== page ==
A CHEF'S NEXT COURSE

THE BALTIMORE SUN

Walter Scheib III can easily imagine an ideal menu for tonight's White House dinner for Manmohan Singh, the prime minister of India.

After all, he prepared the last one.

It was September 2000, in the waning days of the Clinton administration. The former White House chef remembers feeding roughly 800 guests smoked chicken cooked with Darjeeling tea, chilled pea soup made with cilantro chutney, chilies and mint, and wild Copper River salmon from Alaska.

Now, while the search continues for his successor -- first lady Laura Bush dismissed Scheib in February -- his former assistant chefs, Chris Comerford and John Moeller, are preparing the first official feast since his departure. Just what they will come up with is unknown; the menu, like the guest list, is a closely guarded secret until just before the dinner.

If the dinner follows the pattern Scheib used for such high-profile occasions, the four-course meal will begin with a diplomatic flourish: An appetizer that incorporates an ingredient from India into American cuisine.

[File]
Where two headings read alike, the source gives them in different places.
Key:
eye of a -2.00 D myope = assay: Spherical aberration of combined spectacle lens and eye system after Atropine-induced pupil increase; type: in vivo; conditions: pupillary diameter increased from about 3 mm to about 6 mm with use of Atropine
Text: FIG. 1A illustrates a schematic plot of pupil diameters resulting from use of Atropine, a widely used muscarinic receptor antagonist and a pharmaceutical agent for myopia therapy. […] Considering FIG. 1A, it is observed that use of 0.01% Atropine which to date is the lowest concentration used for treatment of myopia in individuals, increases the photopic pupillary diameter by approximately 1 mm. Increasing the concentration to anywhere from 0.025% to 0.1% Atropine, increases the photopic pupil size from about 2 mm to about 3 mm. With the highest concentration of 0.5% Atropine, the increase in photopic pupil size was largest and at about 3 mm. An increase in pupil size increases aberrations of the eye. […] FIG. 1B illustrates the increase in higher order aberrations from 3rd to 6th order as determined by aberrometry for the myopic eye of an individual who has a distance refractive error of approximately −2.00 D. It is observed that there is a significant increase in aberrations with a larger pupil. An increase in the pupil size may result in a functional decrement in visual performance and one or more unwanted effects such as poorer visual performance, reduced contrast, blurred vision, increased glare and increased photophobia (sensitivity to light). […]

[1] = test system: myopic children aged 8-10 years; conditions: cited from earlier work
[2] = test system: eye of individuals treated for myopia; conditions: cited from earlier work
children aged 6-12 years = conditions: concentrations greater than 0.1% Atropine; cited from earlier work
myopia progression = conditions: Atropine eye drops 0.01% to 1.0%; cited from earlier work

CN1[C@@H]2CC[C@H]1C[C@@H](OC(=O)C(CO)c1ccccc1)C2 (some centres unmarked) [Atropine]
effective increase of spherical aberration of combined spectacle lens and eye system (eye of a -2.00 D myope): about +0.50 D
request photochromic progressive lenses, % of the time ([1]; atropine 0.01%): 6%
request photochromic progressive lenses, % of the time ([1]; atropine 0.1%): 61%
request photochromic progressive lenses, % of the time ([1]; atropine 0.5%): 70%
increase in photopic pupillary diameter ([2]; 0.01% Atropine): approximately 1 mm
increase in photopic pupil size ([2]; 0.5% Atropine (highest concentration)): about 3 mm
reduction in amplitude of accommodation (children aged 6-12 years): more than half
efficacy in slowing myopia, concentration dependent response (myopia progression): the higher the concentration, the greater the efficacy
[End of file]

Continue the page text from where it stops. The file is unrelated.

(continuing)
"Our menus would always include a 'culinary tip of the hat' to the guest country," Scheib says. "There'd be something to spark conversation among the guests."

Next would follow a memorable American entree -- such as bison.

Then, a salad with the freshest tastes of the season and an element of cheese.

Finally, a simply stunning dessert.

During the 11 years he spent as White House chef, Scheib orchestrated as many as 60 official and state dinners for the Clintons and the Bushes. But when President Bush was re-elected, Laura Bush decided to put her own stamp on White House entertaining and food by selecting her own chef.

Meanwhile, the 51-year-old Scheib, who lives in Great Falls, Va., has been busy launching a second career as "The American Chef," a fledgling business that will allow him to lecture and cook in corporate and private settings. He's also finishing a culinary memoir of the White House that "dovetails interesting and positive experiences from both families that are reflected in menus and recipes."